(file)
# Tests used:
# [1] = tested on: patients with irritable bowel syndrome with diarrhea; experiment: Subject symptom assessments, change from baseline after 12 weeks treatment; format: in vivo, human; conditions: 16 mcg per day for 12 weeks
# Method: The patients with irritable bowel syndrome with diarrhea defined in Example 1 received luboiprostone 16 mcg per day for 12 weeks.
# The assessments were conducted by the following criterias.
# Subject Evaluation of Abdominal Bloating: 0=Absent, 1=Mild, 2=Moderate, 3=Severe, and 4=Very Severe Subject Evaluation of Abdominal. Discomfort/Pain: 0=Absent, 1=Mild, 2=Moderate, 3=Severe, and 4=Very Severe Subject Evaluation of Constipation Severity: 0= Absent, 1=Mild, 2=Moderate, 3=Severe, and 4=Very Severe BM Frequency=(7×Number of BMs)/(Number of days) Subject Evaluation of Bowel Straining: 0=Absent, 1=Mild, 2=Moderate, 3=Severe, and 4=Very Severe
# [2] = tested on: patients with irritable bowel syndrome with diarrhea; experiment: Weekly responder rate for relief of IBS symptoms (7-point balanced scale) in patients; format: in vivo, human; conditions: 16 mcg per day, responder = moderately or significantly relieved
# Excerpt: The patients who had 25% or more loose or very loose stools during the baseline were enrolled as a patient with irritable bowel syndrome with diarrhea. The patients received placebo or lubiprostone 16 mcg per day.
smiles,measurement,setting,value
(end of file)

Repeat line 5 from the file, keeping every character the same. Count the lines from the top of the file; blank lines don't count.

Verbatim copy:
# Subject Evaluation of Abdominal Bloating: 0=Absent, 1=Mild, 2=Moderate, 3=Severe, and 4=Very Severe Subject Evaluation of Abdominal. Discomfort/Pain: 0=Absent, 1=Mild, 2=Moderate, 3=Severe, and 4=Very Severe Subject Evaluation of Constipation Severity: 0= Absent, 1=Mild, 2=Moderate, 3=Severe, and 4=Very Severe BM Frequency=(7×Number of BMs)/(Number of days) Subject Evaluation of Bowel Straining: 0=Absent, 1=Mild, 2=Moderate, 3=Severe, and 4=Very Severe